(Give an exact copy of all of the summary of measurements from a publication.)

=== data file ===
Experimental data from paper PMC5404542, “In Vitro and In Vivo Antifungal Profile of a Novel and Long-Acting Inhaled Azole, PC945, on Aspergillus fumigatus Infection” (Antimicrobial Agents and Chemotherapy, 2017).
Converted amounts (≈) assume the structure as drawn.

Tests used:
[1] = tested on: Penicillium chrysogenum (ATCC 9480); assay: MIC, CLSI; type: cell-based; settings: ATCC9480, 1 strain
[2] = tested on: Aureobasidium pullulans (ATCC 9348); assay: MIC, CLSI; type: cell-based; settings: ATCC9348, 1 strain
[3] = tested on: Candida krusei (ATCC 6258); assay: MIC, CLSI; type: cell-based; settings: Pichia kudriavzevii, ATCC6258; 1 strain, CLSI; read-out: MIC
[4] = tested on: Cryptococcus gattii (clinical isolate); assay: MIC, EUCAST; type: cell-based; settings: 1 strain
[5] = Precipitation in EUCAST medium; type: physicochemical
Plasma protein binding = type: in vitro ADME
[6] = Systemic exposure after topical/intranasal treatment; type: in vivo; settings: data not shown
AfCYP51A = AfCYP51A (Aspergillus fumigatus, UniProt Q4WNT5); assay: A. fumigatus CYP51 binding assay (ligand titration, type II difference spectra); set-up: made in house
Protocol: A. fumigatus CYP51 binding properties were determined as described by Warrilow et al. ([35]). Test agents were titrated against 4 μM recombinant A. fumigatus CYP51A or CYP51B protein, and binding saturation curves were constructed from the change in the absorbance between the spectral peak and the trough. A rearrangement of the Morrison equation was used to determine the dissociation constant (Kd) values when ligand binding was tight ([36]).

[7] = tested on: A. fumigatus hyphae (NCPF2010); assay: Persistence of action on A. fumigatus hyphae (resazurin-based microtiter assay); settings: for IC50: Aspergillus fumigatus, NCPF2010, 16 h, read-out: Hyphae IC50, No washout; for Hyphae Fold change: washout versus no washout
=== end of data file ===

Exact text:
Experimental data from paper PMC5404542, “In Vitro and In Vivo Antifungal Profile of a Novel and Long-Acting Inhaled Azole, PC945, on Aspergillus fumigatus Infection” (Antimicrobial Agents and Chemotherapy, 2017).
Converted amounts (≈) assume the structure as drawn.

Tests used:
[1] = tested on: Penicillium chrysogenum (ATCC 9480); assay: MIC, CLSI; type: cell-based; settings: ATCC9480, 1 strain
[2] = tested on: Aureobasidium pullulans (ATCC 9348); assay: MIC, CLSI; type: cell-based; settings: ATCC9348, 1 strain
[3] = tested on: Candida krusei (ATCC 6258); assay: MIC, CLSI; type: cell-based; settings: Pichia kudriavzevii, ATCC6258; 1 strain, CLSI; read-out: MIC
[4] = tested on: Cryptococcus gattii (clinical isolate); assay: MIC, EUCAST; type: cell-based; settings: 1 strain
[5] = Precipitation in EUCAST medium; type: physicochemical
Plasma protein binding = type: in vitro ADME
[6] = Systemic exposure after topical/intranasal treatment; type: in vivo; settings: data not shown
AfCYP51A = AfCYP51A (Aspergillus fumigatus, UniProt Q4WNT5); assay: A. fumigatus CYP51 binding assay (ligand titration, type II difference spectra); set-up: made in house
Protocol: A. fumigatus CYP51 binding properties were determined as described by Warrilow et al. ([35]). Test agents were titrated against 4 μM recombinant A. fumigatus CYP51A or CYP51B protein, and binding saturation curves were constructed from the change in the absorbance between the spectral peak and the trough. A rearrangement of the Morrison equation was used to determine the dissociation constant (Kd) values when ligand binding was tight ([36]).

[7] = tested on: A. fumigatus hyphae (NCPF2010); assay: Persistence of action on A. fumigatus hyphae (resazurin-based microtiter assay); settings: for IC50: Aspergillus fumigatus, NCPF2010, 16 h, read-out: Hyphae IC50, No washout; for Hyphae Fold change: washout versus no washout